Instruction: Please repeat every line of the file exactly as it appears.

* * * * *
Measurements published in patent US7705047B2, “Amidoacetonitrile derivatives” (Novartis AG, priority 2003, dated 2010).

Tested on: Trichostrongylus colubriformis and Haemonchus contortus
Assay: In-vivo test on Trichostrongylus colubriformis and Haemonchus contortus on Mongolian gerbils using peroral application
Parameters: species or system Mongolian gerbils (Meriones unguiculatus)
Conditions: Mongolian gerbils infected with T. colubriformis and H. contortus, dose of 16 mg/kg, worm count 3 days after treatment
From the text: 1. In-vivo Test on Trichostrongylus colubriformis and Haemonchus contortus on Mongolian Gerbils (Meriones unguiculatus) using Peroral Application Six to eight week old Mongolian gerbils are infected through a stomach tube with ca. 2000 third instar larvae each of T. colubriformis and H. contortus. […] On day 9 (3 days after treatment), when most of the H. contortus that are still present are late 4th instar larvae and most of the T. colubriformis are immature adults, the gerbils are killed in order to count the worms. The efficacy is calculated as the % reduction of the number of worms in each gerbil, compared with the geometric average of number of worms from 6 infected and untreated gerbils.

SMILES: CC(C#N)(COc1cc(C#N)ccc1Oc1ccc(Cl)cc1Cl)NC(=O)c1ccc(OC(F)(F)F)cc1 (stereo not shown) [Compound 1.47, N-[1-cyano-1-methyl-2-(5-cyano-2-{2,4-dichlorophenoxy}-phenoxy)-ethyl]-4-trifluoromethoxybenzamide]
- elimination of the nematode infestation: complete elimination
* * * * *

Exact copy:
Measurements published in patent US7705047B2, “Amidoacetonitrile derivatives” (Novartis AG, priority 2003, dated 2010).

Tested on: Trichostrongylus colubriformis and Haemonchus contortus
Assay: In-vivo test on Trichostrongylus colubriformis and Haemonchus contortus on Mongolian gerbils using peroral application
Parameters: species or system Mongolian gerbils (Meriones unguiculatus)
Conditions: Mongolian gerbils infected with T. colubriformis and H. contortus, dose of 16 mg/kg, worm count 3 days after treatment
From the text: 1. In-vivo Test on Trichostrongylus colubriformis and Haemonchus contortus on Mongolian Gerbils (Meriones unguiculatus) using Peroral Application Six to eight week old Mongolian gerbils are infected through a stomach tube with ca. 2000 third instar larvae each of T. colubriformis and H. contortus. […] On day 9 (3 days after treatment), when most of the H. contortus that are still present are late 4th instar larvae and most of the T. colubriformis are immature adults, the gerbils are killed in order to count the worms. The efficacy is calculated as the % reduction of the number of worms in each gerbil, compared with the geometric average of number of worms from 6 infected and untreated gerbils.

SMILES: CC(C#N)(COc1cc(C#N)ccc1Oc1ccc(Cl)cc1Cl)NC(=O)c1ccc(OC(F)(F)F)cc1 (stereo not shown) [Compound 1.47, N-[1-cyano-1-methyl-2-(5-cyano-2-{2,4-dichlorophenoxy}-phenoxy)-ethyl]-4-trifluoromethoxybenzamide]
- elimination of the nematode infestation: complete elimination